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The transrepression arm of glucocorticoid receptor signaling is protective in mutant huntingtin-mediated neurodegeneration

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journal contribution
posted on 04.03.2015, 15:31 by S. Varadarajan, Carlo Breda, Joshua L. Smalley, Michael Butterworth, S. N. Farrow, Flaviano Giorgini, G. M. Cohen
The unfolded protein response (UPR) occurs following the accumulation of unfolded proteins in the endoplasmic reticulum (ER) and orchestrates an intricate balance between its pro-survival and apoptotic arms to restore cellular homeostasis and integrity. However, in certain neurodegenerative diseases, the apoptotic arm of the UPR is enhanced, resulting in excessive neuronal cell death and disease progression, both of which can be overcome by modulating the UPR. Here, we describe a novel crosstalk between glucocorticoid receptor signaling and the apoptotic arm of the UPR, thus highlighting the potential of glucocorticoid therapy in treating neurodegenerative diseases. Several glucocorticoids, but not mineralocorticoids, selectively antagonize ER stress-induced apoptosis in a manner that is downstream of and/or independent of the conventional UPR pathways. Using GRT10, a novel selective pharmacological modulator of glucocorticoid signaling, we describe the importance of the transrepression arm of the glucocorticoid signaling pathway in protection against ER stress-induced apoptosis. Furthermore, we also observe the protective effects of glucocorticoids in vivo in a Drosophila model of Huntington’s disease (HD), wherein treatment with different glucocorticoids diminished rhabdomere loss and conferred neuroprotection. Finally, we find that growth differentiation factor 15 (GDF15) plays an important role downstream of glucocorticoid signaling in antagonising ER stress-induced apoptosis in cells, as well as in preventing HD-mediated neurodegeneration in flies. Thus, our studies demonstrate that this novel crosstalk has the potential to be effectively exploited in alleviating several neurodegenerative disorders.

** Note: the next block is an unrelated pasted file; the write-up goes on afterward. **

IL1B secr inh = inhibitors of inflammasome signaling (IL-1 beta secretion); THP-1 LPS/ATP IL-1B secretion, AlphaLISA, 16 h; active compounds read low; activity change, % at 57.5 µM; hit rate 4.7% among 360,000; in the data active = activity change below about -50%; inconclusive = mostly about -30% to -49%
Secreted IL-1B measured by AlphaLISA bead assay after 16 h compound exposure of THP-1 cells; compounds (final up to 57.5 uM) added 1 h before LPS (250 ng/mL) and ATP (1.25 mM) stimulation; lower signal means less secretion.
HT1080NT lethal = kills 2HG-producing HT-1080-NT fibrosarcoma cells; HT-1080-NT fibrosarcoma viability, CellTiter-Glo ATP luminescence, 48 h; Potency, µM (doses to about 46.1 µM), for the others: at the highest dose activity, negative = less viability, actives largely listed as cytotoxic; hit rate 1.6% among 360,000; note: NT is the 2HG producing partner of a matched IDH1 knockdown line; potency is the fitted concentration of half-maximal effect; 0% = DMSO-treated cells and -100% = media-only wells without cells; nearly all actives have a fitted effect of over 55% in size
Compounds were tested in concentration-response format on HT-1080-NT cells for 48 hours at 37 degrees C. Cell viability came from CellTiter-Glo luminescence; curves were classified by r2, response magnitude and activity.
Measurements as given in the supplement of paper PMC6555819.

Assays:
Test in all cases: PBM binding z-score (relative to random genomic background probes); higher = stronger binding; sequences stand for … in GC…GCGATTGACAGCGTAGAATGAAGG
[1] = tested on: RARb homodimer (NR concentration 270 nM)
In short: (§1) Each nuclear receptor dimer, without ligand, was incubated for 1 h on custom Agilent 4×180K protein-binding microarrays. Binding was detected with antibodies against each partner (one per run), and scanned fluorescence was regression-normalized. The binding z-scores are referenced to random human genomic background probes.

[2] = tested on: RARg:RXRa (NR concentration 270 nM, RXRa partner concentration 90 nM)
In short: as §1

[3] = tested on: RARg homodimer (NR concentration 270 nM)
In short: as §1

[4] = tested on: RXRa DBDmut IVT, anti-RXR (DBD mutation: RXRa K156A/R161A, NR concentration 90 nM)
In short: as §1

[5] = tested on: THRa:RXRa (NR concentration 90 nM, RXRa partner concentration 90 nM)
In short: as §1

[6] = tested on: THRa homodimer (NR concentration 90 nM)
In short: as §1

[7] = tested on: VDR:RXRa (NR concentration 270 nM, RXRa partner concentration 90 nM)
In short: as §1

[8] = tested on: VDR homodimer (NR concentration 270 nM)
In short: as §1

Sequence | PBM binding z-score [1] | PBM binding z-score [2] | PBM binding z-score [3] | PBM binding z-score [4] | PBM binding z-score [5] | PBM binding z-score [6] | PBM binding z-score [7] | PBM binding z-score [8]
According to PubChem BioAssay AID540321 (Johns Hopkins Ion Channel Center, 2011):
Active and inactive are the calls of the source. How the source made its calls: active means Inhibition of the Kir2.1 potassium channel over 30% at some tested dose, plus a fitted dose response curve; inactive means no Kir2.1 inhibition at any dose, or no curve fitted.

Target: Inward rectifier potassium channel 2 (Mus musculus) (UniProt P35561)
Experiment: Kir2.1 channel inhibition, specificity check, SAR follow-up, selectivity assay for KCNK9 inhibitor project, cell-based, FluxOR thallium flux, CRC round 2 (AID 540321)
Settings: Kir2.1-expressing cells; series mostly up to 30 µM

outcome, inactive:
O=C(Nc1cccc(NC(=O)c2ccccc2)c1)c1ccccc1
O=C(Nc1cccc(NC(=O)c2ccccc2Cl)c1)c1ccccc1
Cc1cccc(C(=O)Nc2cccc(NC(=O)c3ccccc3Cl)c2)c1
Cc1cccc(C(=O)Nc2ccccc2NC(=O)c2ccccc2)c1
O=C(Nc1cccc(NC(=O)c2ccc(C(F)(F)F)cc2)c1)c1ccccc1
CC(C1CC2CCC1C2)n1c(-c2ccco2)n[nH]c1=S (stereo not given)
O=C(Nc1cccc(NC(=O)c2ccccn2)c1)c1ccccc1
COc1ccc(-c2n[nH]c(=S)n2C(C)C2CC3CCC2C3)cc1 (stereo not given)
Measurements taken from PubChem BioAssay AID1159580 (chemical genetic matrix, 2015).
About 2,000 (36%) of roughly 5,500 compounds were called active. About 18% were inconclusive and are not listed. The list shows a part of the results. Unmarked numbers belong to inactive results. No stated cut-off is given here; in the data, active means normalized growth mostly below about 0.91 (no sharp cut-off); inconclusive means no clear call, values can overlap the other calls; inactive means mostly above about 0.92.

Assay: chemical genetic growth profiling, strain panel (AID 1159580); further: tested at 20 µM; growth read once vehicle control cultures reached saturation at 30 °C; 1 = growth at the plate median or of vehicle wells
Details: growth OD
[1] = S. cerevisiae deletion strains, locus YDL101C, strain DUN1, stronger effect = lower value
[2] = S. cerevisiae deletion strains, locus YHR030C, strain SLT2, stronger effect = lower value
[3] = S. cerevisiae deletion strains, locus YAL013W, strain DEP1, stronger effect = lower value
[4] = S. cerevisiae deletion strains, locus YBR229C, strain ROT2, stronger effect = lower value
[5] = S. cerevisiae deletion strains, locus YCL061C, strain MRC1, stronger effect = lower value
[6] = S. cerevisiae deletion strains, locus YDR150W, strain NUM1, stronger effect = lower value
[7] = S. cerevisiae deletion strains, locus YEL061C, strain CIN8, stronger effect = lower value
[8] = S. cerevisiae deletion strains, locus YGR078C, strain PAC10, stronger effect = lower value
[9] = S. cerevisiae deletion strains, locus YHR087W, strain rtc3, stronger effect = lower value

We thank the Medical Research Council Toxicology Unit for core support, and the CHDI Foundation Inc. for funding (to FG)



Cell Death and Differentiation (2015), 1–9

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/Organisation/COLLEGE OF MEDICINE, BIOLOGICAL SCIENCES AND PSYCHOLOGY/School of Biological Sciences/Department of Genetics


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Cell Death and Differentiation (2015)


Nature Publishing Group





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